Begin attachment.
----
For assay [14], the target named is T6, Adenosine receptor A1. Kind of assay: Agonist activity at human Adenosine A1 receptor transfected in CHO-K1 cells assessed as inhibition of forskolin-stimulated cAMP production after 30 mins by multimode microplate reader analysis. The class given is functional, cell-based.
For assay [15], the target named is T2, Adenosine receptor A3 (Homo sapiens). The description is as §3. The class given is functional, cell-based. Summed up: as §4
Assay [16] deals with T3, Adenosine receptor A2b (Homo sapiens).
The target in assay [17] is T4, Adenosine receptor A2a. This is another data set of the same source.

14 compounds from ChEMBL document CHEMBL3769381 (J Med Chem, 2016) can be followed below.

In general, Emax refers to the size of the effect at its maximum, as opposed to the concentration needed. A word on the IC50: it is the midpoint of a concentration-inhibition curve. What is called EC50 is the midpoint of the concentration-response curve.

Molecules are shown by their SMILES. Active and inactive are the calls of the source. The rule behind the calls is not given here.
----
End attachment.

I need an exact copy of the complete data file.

For assay [14], the target named is T6, Adenosine receptor A1. Kind of assay: Agonist activity at human Adenosine A1 receptor transfected in CHO-K1 cells assessed as inhibition of forskolin-stimulated cAMP production after 30 mins by multimode microplate reader analysis. The class given is functional, cell-based.
For assay [15], the target named is T2, Adenosine receptor A3 (Homo sapiens). The description is as §3. The class given is functional, cell-based. Summed up: as §4
Assay [16] deals with T3, Adenosine receptor A2b (Homo sapiens).
The target in assay [17] is T4, Adenosine receptor A2a. This is another data set of the same source.

14 compounds from ChEMBL document CHEMBL3769381 (J Med Chem, 2016) can be followed below.

In general, Emax refers to the size of the effect at its maximum, as opposed to the concentration needed. A word on the IC50: it is the midpoint of a concentration-inhibition curve. What is called EC50 is the midpoint of the concentration-response curve.

Molecules are shown by their SMILES. Active and inactive are the calls of the source. The rule behind the calls is not given here.